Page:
Ski areas open to I-70 ‘zipper lane’ |

Ski areas open to I-70 ‘zipper lane’

DENVER – Ski areas and ski-town businesses along Interstate 70 are hesitantly embracing the “zipper lane” proposal that would borrow other-direction lanes during peak traffic times.

“We have been working on this I-70 stuff for so long, we are open to every option out there, and this is a viable one,” said Craig Bannister, public-affairs manager for Colorado Ski Country, which represents 21 ski areas.

“The industry perspective is that something needs to be done, and this could be it.”

Bannister said it was unclear whether his group’s member resorts would support the proposed zipper lanes financially. The cost of installing the movable lane barriers – reducing westbound lanes to one and increasing eastbound lanes to three on wintertime Sundays from 1-8 p.m. – would cost at least $24 million, according to state transportation officials.

Copper Mountain chief Gary Rodgers said the zipper-lane proposal is “intriguing.” Copper Mountain is a founding member of the

I-70 Coalition group, which is working to relieve congestion on the skier-trafficked corridor.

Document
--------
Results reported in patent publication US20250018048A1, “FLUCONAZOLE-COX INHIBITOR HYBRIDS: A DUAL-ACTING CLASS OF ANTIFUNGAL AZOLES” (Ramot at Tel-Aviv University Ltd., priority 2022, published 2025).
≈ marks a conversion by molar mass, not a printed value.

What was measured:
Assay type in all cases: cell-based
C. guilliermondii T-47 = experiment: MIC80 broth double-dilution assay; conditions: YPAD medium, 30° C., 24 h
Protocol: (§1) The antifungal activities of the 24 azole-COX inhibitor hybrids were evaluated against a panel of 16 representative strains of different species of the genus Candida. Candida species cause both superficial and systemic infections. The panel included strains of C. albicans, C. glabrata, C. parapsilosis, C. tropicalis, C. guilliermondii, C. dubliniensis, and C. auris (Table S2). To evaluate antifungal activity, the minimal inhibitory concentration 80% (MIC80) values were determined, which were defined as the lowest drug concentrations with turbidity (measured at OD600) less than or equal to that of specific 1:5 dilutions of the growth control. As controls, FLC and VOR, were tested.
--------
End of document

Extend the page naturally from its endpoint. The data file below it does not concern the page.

“We recommend that alternatives should continue to be investigated,” said Rodgers, noting that the zipper- lane proposal leaves “many unanswered questions” concerning emergency-vehicle and snowplow access. Plus, said Rodgers: “Will it really help?”

Many resorts along I-70, such as Copper, offer carpool discounts, lodging deals and late-Sunday hotel-checkout times to help alleviate eastbound congestion on the interstate. Vail Resorts, which operates four of the eight resorts along

I-70 within 100 miles of Denver, supports zipper lanes but urges investigation of longer-term solutions – such as a fix for the Twin Tunnels east of Idaho Springs. Movable lanes during peak traffic “is a great start,” said Vail Resorts spokeswoman Kelly Ladyga.

Yet Vail Resorts thinks the state should shoulder the cost of the fixes.

“Improving I-70 is really improving the connection to the Western Slope, so it should be a collective responsibility,” Ladyga said.

“Tourism is a huge contributor to the economic vitality of the state, and we contribute a significant amount of taxes already.”

A 2007 study by the Denver Metro Chamber of Commerce found that congestion on the mountain stretch of I-70 costs the state as much as $839 million a year in tourism, business and tax revenue. Raoul Pietri, owner of the 12-year-old Stage Coach Limousine company in Summit County, wonders if a zipper lane is the answer to the increasing skier congestion that clogs the thoroughfare on weekends. Maybe the shoulders or existing emergency lanes can be better utilized.

“I’d like to see something like that rather than a zipper lane,” Pietri said. “I think the ski areas should be paying for it too. They started all this with the $400 passes. Back when it was more expensive, I don’t think we had this kind of traffic problem.”

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